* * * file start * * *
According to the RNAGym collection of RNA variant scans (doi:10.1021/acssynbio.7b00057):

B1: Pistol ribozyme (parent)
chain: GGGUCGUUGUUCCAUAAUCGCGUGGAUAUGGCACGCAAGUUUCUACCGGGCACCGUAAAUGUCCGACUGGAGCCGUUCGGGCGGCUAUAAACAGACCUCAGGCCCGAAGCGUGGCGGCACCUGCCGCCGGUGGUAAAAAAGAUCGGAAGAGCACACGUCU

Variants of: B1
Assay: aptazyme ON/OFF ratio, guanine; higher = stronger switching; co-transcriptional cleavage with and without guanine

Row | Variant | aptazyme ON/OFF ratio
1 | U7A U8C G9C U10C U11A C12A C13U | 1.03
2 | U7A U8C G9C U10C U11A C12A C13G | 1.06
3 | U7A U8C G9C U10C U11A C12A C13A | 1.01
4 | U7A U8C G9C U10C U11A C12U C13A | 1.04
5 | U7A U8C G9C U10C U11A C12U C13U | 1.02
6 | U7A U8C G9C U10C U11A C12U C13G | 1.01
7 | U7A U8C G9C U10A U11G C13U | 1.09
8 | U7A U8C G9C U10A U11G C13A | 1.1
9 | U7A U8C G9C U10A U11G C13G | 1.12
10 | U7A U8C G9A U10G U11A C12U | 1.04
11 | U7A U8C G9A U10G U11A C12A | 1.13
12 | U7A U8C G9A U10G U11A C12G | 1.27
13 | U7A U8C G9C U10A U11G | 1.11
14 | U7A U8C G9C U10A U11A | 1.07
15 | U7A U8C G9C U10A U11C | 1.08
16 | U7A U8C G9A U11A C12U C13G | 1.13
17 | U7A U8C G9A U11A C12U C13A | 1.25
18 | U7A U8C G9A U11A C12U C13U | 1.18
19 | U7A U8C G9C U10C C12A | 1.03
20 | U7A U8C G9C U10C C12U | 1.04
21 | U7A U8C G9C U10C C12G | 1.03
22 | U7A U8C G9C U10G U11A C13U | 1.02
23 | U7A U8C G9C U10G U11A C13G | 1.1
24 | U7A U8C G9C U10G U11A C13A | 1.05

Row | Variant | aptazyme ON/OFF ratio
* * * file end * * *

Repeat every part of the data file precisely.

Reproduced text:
According to the RNAGym collection of RNA variant scans (doi:10.1021/acssynbio.7b00057):

B1: Pistol ribozyme (parent)
chain: GGGUCGUUGUUCCAUAAUCGCGUGGAUAUGGCACGCAAGUUUCUACCGGGCACCGUAAAUGUCCGACUGGAGCCGUUCGGGCGGCUAUAAACAGACCUCAGGCCCGAAGCGUGGCGGCACCUGCCGCCGGUGGUAAAAAAGAUCGGAAGAGCACACGUCU

Variants of: B1
Assay: aptazyme ON/OFF ratio, guanine; higher = stronger switching; co-transcriptional cleavage with and without guanine

Row | Variant | aptazyme ON/OFF ratio
1 | U7A U8C G9C U10C U11A C12A C13U | 1.03
2 | U7A U8C G9C U10C U11A C12A C13G | 1.06
3 | U7A U8C G9C U10C U11A C12A C13A | 1.01
4 | U7A U8C G9C U10C U11A C12U C13A | 1.04
5 | U7A U8C G9C U10C U11A C12U C13U | 1.02
6 | U7A U8C G9C U10C U11A C12U C13G | 1.01
7 | U7A U8C G9C U10A U11G C13U | 1.09
8 | U7A U8C G9C U10A U11G C13A | 1.1
9 | U7A U8C G9C U10A U11G C13G | 1.12
10 | U7A U8C G9A U10G U11A C12U | 1.04
11 | U7A U8C G9A U10G U11A C12A | 1.13
12 | U7A U8C G9A U10G U11A C12G | 1.27
13 | U7A U8C G9C U10A U11G | 1.11
14 | U7A U8C G9C U10A U11A | 1.07
15 | U7A U8C G9C U10A U11C | 1.08
16 | U7A U8C G9A U11A C12U C13G | 1.13
17 | U7A U8C G9A U11A C12U C13A | 1.25
18 | U7A U8C G9A U11A C12U C13U | 1.18
19 | U7A U8C G9C U10C C12A | 1.03
20 | U7A U8C G9C U10C C12U | 1.04
21 | U7A U8C G9C U10C C12G | 1.03
22 | U7A U8C G9C U10G U11A C13U | 1.02
23 | U7A U8C G9C U10G U11A C13G | 1.1
24 | U7A U8C G9C U10G U11A C13A | 1.05

Row | Variant | aptazyme ON/OFF ratio